Last Friday’s much-awaited Facebook IPO got off to a suspiciously rocky start, and some Washington officials want to find out why.
Politicians on Capitol Hill want to know if the banks that underwrote the IPO lowered their growth forecasts for Facebook’s revenue and kept this information from retail investors, but told other, large investors, about this new forecast, in violation of securities law. Lawmakers are also wondering about the sources of the technical problems that encumbered Facebook’s first day of trading.
Senator Tim Johnson is the chairman of the Senate Banking Committee. He commented that his staff is now launching ““bipartisan staff briefings with Facebook, regulators and other stakeholders.”
“I have instructed my staff to conduct due diligence regarding issues raised in the news about Facebook’s IPO,” Johnson said.
Johnson added that he will not make a decision about holding a hearing until he is in possession of more information.
The House of Representatives is also concerned about any improprieties connected with the Facebook IPO. The House Financial Services Committee is collecting information and hearing about the issues in briefings. One spokeswoman said: “While no hearings specifically focused on this IPO are planned at this time, the committee will have hearings over the coming weeks where this topic is likely to be raised.”
An independent organization which oversees the activities of securities firms, the Financial Industry Regulatory Authority would only say that there is a possibility that it will be necessary to review the situation if in the end the accusations about Morgan Stanley’s conduct and involvement turns out to be true.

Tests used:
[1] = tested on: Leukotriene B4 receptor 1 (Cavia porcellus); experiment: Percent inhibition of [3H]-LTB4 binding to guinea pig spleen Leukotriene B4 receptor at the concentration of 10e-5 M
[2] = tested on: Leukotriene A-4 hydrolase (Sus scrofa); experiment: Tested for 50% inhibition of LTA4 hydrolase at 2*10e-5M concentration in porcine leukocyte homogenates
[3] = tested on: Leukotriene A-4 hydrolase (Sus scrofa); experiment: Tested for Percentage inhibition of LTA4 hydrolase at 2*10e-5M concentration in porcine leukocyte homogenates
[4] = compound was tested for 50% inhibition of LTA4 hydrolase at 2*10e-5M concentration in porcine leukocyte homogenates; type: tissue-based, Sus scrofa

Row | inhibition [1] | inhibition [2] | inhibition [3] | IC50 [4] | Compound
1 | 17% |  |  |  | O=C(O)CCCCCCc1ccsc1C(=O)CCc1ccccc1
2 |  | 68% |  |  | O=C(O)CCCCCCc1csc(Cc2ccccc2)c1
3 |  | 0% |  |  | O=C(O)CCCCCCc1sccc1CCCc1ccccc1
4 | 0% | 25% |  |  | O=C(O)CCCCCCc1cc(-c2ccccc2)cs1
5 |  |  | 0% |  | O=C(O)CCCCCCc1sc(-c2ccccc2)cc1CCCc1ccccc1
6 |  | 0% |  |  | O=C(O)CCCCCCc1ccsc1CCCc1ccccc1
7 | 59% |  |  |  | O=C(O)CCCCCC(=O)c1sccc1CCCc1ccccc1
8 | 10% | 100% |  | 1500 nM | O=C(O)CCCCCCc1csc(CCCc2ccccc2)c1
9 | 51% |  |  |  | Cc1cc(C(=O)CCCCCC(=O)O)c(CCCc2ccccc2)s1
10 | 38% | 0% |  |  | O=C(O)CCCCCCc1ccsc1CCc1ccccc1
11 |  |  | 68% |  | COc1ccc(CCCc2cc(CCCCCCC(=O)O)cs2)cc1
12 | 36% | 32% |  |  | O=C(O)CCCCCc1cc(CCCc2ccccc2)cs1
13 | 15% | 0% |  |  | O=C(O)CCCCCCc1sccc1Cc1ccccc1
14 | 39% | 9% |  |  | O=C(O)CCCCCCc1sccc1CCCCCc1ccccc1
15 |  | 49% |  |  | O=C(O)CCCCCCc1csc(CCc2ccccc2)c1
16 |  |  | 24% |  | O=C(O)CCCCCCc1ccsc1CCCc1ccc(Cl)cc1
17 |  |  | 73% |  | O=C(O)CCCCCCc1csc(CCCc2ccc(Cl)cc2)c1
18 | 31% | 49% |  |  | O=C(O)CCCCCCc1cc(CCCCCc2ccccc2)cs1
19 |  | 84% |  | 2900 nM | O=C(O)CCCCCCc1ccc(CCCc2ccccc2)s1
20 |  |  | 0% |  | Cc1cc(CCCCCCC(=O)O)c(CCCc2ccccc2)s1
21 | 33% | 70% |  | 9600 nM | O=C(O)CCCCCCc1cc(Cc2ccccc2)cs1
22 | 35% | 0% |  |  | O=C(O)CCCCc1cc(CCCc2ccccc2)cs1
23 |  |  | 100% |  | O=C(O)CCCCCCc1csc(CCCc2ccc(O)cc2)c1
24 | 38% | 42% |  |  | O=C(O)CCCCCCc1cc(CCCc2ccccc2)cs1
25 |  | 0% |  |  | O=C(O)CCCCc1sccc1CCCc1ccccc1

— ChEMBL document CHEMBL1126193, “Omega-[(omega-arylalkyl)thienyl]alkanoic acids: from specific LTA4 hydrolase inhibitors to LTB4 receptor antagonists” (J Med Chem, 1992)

“If true, the allegations are a matter of regulatory concern to FINRA and the SEC,” said Rick Ketchum, chairman and CEO of FINRA.
Democratic representative of California Maxine Waters said the IPO should be examined by lawmakers because there is a suggestion that retail investors were not treated fairly. Waters is also concerned that after the passage of the JOBS Act, which included an IPO clause which some house members felt was weak, strict oversight is crucial.
“I remain concerned with the IPO portions of the act, particularly as they relate to the erosion of the firewall between analysts and underwriters at investment banks, which I think will undermine the basic integrity of IPO-related research,” she said.
Ohio Senator Sherrod Brown agrees with Waters.
“The SEC must fully investigate and take appropriate action if it discovers any violations. The conduct in this highly publicized IPO only reinforces that the Senate was mistaken in voting to remove oversight from approximately 98 percent of all IPOs — for companies making less than $1 billion per year,” said Brown.